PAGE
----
Tag Archives: Joshua L. Chamberlain

20th Maine: A warrior goes to glory, a bastard to prison, part 3

As the 20th Maine fought at Little Round Top, Pvt. George Washington Buck stood in the Co. H firing line. Buck had been a sergeant until the regiment’s bastard quartermaster, 1st Lt. Alden Litchfield, had physically assaulted the sick Buck in camp and then reported him for insubordination. The 20th Maine’s colonel, Adelbert Ames, had […]

Hell dumps a bastard on the 20th Maine, part 2

Among the privates assigned to Co. H, 20th Maine Infantry, was Theodore Gerrish, a 5-11, teen-aged farmer from Falmouth. Born in New Brunswick, he would become the 20th Maine’s first official historian, publishing his memoirs 17 years after the war. Gerrish remembered Sgt. George Washington Buck of Linneus as “a young man … a brave, […]

The 20th Maine’s Dirty Rotten Skulker, part 2

Of the 20th Maine Infantry Regiment’s three original field officers, Lt. Col. Charles D. Gilmore developed the habit of turning sick when battle loomed on the horizon — or so Capt. (and later major, lieutenant colonel, and colonel) Ellis Spear believed. Looking back to the Chancellorsville campaign, when Col. Adelbert Ames got his coveted staff […]

The 20th Maine’s Dirty Rotten Skulker, part 1

Historians will tell you that a bad apple served too long as the 20th Maine Infantry’s quartermaster, but looking back after the war, Bvt. Brig. Gen. Ellis Spear — the left-flank commander on Little Round Top — remembered a particular officer as, to play with a 1988 movie title, a “Dirty Rotten Skulker.” A Warren […]

Death knocked often at the chaplain’s door

When stretcher bearers carried the badly wounded Brig. Gen. Joshua L. Chamberlain ashore at Annapolis, Maryland on June 20, 1864, the news soon reached Reverend Henry C. Henries, the chief Army chaplain at the United States General Hospital in Annapolis. The War Department had opened the hospital on “the neat, comfortable buildings and beautiful grounds […]

Wherefore art thou, Joshua Chamberlain?

After three years spent searching, I finally “found” Joshua L. Chamberlain, just not where you’d expect him to be. Recently I wrote about using primary sources when doing Civil War research. Among such sources unique to Maine are the Soldiers Files found on microfilm at the Maine State Archives in Augusta. Sometime after the war, […]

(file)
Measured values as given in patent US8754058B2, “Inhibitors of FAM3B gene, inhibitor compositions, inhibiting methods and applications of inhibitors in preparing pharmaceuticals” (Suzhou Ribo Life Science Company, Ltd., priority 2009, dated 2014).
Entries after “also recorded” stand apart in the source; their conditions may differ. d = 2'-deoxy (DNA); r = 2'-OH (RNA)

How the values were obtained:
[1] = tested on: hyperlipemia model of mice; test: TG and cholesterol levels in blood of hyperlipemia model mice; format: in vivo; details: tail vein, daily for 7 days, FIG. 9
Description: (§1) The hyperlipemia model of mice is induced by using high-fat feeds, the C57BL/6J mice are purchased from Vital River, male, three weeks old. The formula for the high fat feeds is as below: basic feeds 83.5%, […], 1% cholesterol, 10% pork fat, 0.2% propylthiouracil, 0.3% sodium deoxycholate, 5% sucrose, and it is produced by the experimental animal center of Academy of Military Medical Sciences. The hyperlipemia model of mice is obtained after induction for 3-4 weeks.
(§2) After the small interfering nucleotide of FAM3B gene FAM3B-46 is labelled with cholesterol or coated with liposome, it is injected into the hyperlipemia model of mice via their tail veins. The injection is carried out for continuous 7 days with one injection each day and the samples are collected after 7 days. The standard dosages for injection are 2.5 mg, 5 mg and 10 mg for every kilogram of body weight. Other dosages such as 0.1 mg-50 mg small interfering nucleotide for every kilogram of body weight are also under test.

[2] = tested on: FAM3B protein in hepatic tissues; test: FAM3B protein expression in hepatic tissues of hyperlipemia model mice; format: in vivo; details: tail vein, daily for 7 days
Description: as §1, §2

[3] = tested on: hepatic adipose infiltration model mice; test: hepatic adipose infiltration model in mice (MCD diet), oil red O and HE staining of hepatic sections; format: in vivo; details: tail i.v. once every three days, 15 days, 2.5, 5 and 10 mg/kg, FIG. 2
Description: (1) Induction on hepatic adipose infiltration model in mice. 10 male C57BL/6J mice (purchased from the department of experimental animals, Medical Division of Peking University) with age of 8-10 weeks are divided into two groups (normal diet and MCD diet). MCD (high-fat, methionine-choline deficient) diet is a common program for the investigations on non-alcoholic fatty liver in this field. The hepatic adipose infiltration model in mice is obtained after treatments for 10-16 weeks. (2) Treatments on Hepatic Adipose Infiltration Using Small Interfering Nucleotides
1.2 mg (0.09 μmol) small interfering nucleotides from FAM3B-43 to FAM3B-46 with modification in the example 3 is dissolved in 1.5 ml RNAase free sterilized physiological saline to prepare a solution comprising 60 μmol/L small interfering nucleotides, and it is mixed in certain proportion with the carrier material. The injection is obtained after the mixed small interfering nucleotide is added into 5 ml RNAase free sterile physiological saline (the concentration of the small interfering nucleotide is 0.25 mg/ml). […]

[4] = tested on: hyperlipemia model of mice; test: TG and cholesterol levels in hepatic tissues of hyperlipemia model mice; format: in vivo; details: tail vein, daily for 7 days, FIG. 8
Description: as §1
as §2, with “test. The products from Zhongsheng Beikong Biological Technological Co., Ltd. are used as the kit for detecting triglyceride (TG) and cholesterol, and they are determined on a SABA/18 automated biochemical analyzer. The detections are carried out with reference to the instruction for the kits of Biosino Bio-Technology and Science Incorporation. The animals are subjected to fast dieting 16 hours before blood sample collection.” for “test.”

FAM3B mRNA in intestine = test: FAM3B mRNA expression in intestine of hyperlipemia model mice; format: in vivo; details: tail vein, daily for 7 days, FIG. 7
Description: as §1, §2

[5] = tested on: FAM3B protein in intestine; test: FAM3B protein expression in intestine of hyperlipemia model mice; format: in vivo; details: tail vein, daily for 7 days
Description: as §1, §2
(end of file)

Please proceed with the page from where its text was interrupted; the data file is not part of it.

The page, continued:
Joshua Chamberlain goes on a strange tramp

Note: This post is adapted from the wartime biography of Joshua L. Chamberlain that I am writing for Emerging Civil War. Not content to let his battered soldiers rest after Fredericksburg, Maj. Gen. Ambrose Burnside sent an entire division, including Lt. Col. Joshua L. Chamberlain and the 20th Maine Infantry, on a weird cross-country tramp […]

Did God ward off a third strike against Joshua Chamberlain?

Note: This post is adapted from the wartime biography of Joshua L. Chamberlain that I am writing for Emerging Civil War. Shot down during his brigade’s Saturday June 18, 1864 charge at Petersburg, Col. Joshua L. Chamberlain should have bled out on the battlefield. He did not. Recivered by stretcher bearers sent into the lead-filled […]

Researchers rely on primary sources for invaluable material

What are the best information sources for researchers focused on Maine and the Civil War? I would argue for what historians often call “primary sources,” material that is chronologically closest to the war years. Let me recommend these primary sources for serious wartime researching. Letters and diaries: Harder to find as 21st-century descendants trash the […]

Phil Sheridan conquers Maine, part 2

After capturing Maine in late October 1867, Maj. Gen. Phil Sheridan took a whirlwind tour of Augusta, the capital of his latest conquest. He had come north from Boston to tour Maine, New Hampshire, and Vermont, and Mainers had welcomed him as the national hero he was. Now, seated in a stylish barouche with Maine […]